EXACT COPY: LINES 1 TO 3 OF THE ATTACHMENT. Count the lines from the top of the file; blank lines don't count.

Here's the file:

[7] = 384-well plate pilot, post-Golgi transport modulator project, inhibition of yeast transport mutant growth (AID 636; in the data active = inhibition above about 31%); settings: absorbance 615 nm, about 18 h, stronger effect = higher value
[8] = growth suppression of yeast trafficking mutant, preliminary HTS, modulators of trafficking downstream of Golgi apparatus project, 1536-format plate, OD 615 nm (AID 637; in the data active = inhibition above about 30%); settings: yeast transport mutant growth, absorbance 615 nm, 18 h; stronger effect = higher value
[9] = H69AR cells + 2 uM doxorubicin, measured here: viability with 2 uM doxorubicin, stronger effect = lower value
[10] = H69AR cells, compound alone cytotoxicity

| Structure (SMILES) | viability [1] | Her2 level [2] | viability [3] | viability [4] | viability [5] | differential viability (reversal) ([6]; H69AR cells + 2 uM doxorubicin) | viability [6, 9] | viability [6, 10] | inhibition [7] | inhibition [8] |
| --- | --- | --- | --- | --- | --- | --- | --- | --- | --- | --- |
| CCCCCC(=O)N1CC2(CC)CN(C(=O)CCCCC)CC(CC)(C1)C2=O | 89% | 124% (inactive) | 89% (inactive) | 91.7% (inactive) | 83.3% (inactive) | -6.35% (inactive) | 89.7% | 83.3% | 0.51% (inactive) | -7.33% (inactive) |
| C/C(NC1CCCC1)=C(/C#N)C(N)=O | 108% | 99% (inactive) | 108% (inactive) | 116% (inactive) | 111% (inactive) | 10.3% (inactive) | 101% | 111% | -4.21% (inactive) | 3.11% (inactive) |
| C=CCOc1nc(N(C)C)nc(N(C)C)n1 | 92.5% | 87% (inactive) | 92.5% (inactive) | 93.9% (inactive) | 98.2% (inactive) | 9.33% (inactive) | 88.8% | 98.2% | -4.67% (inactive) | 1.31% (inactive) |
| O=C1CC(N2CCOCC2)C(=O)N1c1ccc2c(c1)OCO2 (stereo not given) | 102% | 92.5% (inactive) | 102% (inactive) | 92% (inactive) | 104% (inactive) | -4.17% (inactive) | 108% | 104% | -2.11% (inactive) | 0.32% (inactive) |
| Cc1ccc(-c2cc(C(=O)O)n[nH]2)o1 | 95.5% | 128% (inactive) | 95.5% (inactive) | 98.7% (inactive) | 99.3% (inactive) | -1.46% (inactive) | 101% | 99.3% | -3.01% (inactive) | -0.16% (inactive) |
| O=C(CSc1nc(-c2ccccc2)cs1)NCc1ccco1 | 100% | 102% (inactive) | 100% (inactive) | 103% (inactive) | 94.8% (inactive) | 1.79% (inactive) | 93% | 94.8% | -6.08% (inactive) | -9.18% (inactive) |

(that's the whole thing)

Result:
[7] = 384-well plate pilot, post-Golgi transport modulator project, inhibition of yeast transport mutant growth (AID 636; in the data active = inhibition above about 31%); settings: absorbance 615 nm, about 18 h, stronger effect = higher value
[8] = growth suppression of yeast trafficking mutant, preliminary HTS, modulators of trafficking downstream of Golgi apparatus project, 1536-format plate, OD 615 nm (AID 637; in the data active = inhibition above about 30%); settings: yeast transport mutant growth, absorbance 615 nm, 18 h; stronger effect = higher value
[9] = H69AR cells + 2 uM doxorubicin, measured here: viability with 2 uM doxorubicin, stronger effect = lower value